Nikita, 28, takes a break between shifts at Soapland Paradise, in Kawasaki.
Despite being banned, prostitution continues to thrive with the existence of particular establishments.
Look for Yoshiwara on the map and you won’t find it. Officially, the name does not exist anymore, the district having been renamed Senzoku 4 Chome, in Taito Ward. The area itself, though located in central Tokyo (not very far from Asakusa’s tourist attractions), is cut off from the rest of the city as it is relatively far from any train or subway station, and nobody ends up there by chance. To put it simply, it is one of those districts that both the authorities and most Tokyo residents try not to think about. But official topography aside, everybody knows Yoshiwara; even those people – the great majority – who have never set foot there. After all, this land of carnal pleasure has been there for more than 400 years.
Yoshiwara, together with Kabukicho, is one of Tokyo’s and Japan’s most famous red-light districts. But while in Kabukicho these “naughty” places share space with eateries, cafes and even a multiplex, Yoshiwara’s quiet streets are just row upon row of soaplands and brothels, occasionally interrupted by a convenience store, cheap hotel or the odd shop catering for the local working population. There are so many, in fact, that they occupy four full city blocks.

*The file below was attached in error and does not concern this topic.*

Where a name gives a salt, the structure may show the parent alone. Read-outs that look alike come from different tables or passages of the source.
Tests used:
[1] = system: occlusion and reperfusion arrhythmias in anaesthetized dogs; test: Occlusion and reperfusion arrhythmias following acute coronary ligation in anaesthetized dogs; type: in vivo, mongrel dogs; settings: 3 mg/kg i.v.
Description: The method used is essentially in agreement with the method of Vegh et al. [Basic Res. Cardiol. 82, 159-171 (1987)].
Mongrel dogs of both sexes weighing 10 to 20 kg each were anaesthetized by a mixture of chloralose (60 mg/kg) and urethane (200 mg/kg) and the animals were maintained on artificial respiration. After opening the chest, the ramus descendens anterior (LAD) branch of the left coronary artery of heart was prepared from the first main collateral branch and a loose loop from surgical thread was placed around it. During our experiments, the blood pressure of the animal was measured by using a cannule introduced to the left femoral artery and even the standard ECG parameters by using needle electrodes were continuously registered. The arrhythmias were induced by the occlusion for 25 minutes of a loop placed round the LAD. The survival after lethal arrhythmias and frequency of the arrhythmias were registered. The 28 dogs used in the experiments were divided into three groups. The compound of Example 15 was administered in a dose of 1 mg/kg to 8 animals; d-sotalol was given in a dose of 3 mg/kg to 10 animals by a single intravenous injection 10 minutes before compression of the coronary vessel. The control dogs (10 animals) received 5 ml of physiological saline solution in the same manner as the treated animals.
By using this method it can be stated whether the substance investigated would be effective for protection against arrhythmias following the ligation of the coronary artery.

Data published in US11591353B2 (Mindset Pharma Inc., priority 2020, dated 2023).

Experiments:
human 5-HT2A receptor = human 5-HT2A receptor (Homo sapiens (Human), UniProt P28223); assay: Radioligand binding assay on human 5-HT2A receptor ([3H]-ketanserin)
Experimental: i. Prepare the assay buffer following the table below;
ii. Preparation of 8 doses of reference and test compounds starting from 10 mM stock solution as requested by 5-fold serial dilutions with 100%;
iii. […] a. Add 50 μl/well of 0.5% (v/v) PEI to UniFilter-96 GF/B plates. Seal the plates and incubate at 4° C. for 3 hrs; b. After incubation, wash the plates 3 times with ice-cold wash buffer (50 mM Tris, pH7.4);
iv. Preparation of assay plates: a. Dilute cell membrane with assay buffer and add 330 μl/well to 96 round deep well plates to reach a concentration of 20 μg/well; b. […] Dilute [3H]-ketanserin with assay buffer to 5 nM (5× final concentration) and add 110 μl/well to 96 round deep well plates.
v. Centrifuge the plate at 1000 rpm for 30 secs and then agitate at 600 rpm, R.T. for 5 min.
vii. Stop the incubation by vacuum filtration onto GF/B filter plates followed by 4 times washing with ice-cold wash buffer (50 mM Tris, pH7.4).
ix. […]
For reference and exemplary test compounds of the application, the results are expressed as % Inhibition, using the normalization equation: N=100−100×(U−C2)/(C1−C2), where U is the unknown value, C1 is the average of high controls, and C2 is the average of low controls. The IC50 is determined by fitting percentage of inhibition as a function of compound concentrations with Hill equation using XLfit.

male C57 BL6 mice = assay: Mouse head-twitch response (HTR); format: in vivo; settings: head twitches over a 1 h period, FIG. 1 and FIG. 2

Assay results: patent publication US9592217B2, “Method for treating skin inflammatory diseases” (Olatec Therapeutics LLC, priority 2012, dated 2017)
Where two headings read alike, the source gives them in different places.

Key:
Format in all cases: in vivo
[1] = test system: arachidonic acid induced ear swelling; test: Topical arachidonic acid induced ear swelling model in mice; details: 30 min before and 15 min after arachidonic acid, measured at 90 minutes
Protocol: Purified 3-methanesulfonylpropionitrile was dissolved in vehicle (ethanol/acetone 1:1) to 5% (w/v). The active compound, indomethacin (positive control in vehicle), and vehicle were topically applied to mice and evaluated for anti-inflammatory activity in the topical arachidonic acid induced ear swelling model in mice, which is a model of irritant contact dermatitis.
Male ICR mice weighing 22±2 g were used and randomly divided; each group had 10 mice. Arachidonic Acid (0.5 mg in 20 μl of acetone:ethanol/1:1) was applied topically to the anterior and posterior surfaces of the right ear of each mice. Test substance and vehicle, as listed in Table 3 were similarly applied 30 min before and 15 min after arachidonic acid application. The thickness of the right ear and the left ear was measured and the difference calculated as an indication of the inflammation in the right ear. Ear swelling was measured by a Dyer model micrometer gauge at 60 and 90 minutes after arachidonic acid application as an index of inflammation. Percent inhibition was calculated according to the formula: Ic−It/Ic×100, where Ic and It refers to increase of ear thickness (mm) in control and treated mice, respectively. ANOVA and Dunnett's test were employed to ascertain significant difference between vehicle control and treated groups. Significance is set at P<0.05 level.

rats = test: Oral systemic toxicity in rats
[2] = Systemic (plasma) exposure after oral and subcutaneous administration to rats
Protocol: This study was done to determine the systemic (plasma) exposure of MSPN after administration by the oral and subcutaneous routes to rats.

Each entrance is guarded by at least one darksuited male tout. In the past, they might have tried to lure passersby inside, but with the advent of the internet, most clients now make reservations in advance, so the main job of the guys in the street is to welcome customers and keep unwanted people away. This includes foreigners. But though Japan may be trying to lure as many Asian and Western tourists as possible, so far, and with few exceptions, the sex industry has failed to attract foreign currency.
Another thing that distinguishes Yoshiwara from Kabukicho and other similar districts is its drab and undistinguished character. Seen from the outside, all those grey, anonymous-looking exteriors are hardly picture-worthy. So if you plan to add some salacious photos to your Instagram page, save yourself a trip to Senzoku and look elsewhere. Even inside, things don’t improve much. Gone is the elegance and pageantry of the good old days, when high-ranking oiranwelcomed their customers wearing gorgeous kimonos. Today’s soaplands, in contrast to hostess clubs (at least the high-end Ginza bars), are gaudy, often tacky places. After all, their customers couldn’t care less about their interiors and atmosphere. They are not interested in chandeliers, an air of sophistication, or intelligent chit-chat. They only want one thing and one thing only.